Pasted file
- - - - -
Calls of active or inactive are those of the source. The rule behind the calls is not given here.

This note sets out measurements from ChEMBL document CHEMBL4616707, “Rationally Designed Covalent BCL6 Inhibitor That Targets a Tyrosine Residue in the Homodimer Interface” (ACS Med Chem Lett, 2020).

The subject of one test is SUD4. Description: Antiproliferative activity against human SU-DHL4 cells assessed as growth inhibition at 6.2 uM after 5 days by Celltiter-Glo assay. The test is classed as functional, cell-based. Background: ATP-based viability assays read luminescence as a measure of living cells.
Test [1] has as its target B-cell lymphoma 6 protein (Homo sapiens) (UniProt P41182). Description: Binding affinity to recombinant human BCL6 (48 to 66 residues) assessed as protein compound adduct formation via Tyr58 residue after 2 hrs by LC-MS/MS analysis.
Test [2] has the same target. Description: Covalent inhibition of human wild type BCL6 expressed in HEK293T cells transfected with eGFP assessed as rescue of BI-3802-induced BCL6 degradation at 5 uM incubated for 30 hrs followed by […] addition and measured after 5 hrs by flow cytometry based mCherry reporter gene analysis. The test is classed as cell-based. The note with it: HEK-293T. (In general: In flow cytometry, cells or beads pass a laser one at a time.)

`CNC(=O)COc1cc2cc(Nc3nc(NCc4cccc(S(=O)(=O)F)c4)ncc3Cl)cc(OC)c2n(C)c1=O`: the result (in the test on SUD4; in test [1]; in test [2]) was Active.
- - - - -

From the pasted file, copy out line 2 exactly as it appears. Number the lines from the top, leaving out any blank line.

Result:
This note sets out measurements from ChEMBL document CHEMBL4616707, “Rationally Designed Covalent BCL6 Inhibitor That Targets a Tyrosine Residue in the Homodimer Interface” (ACS Med Chem Lett, 2020).